Increased used of methamphetamines in the general population has led to greater numbers of trauma patients who are methamphetamine-positive. Furthermore, this patient population requires additional care to manage complications related to methamphetamine while in the hospital, which leads to higher resource utilization and escalating healthcare expenditures.

## Methods

A literature search was conducted through PubMed following PRISMA guidelines (Figure 1). Key phrases that were searched for included "methamphetamine and pediatrics", "methamphetamine and pregnant adults", "methamphetamine and adults", "methamphetamine treatment", "methamphetamine and withdrawal", "methamphetamine and trauma", "methamphetamine and severity score", "methamphetamine and test", and "methamphetamine and urine". After reviewing the title and abstract of all studies, those in English were selected based on relevance, especially those that focused on the diagnosis, demographics, and cost of management. Studies were categorized as well based on the PRISMA checklist. Due to the paucity of published work, all studies, regardless of date of publication, were considered.

## Results

The PubMed search yielded the following results for each search term: "methamphetamine and pediatrics"-111 results, 2 relevant, 0 selected; "methamphetamine and pregnant adults"-47 results, 3 relevant, 0 selected; "methamphetamine and adults"-859 results, 9 relevant, 2 selected; "methamphetamine and treatment"-763 results, 10 relevant, 2 selected;"methamphetamine and withdrawal"-429 results, 3 relevant, 1 selected; "methamphetamine and severity score"-38 results, 1 relevant, 1 selected; "methamphetamine and trauma"-252 results, 20 relevant, 4 selected; "methamphetamine and urine"-962 results, 16 relevant, 2 selected. A total of 9,772 studies were identified following the initial search. After removing duplicates, 4,657 articles remained, and then 63 studies were deemed appropriate after screening of the title, abstract, and body of the papers. Articles were excluded that were published in non-English languages, discussed animal models, or did not discuss a correlation between methamphetamine-positive patients and Injury Severity Score or hospital costs. Of these, 12 studies on methamphetamine-positive trauma patients included complete information on Injury Severity Score, hospital resource utilization, and cost. The selected studies contained both retrospective and prospective reports that identified demographic information and clearly correlated methamphetamine use to Injury Severity Score, hospital length of stay, and cost of hospital resources.

## Discussion

Methamphetamine use increases the risk for injury by promoting risk-taking behavior [8]. While operating a vehicle under the influence of methamphetamine, a person's driving behavior typically includes drifting, weaving in and out of lanes, and high speed collisions [9]. In addition, the withdrawal symptoms of methamphetamine, such as depression, fatigue, hypersomnolence, irritability, and agitation, have been shown to contribute to motor vehicle collisions [5,8]. One study found that common injuries included blunt assault and gunshot wounds [8]. Methamphetamine users are predominantly male and with an average age in the mid-thirties [8]. Studies have also shown that Caucasians and Latinos are more likely to test positive for methamphetamine compared to African Americans [8]. Methamphetamine users are more likely to lack health insurance [8]. The University of California-Davis Medical Center found that the most common demographic of methamphetamine use was uninsured Caucasian males in their late 30s. Tobacco use was also a common comorbidity in this group. This same study reported an upward trend in methamphetamine use among females due to perceived effects of wakefulness, weight loss, and enhanced libido [9].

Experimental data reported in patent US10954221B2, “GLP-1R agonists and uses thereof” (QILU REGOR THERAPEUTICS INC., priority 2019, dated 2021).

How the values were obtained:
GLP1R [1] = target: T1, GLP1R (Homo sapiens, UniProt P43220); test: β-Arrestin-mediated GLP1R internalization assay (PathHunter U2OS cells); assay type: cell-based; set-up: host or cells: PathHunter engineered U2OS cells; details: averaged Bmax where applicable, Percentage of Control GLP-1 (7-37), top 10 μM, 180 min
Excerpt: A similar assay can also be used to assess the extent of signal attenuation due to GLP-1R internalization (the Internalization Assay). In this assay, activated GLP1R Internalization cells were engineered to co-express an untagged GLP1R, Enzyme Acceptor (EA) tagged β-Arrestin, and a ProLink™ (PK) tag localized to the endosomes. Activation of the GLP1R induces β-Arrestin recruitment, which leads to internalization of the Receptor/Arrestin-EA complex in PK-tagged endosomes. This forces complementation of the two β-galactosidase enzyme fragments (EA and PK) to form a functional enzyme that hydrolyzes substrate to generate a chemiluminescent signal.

Patients admitted to trauma centers are assigned an Injury Severity Score (ISS). This score is determined from six body regions based on the significance of the associated injury: head, face, chest, abdomen, extremities, and external. Each region is then assigned an Abbreviated Injury Score (AIS). The highest three AIS regions are each squared and added together to form the overall ISS, which ranges from a value of 0 to 75. The ISS has been shown to predict morbidity, mortality, and length of hospitalization following trauma [10]. In an interesting study from 2009, methamphetamine-positive patients had noticeably higher face and lower chest AIS values than those who did not use methamphetamine [8]. Methamphetamine users were more likely to have trauma-related complaints than non-users (37% vs. 21%). Altered level of consciousness and chest and abdominal pain were other common complaints by methamphetamine-positive patients [9]. Glasgow Coma Scale (GCS) scores however, were only slightly lower in methamphetamine users than in non-users [8].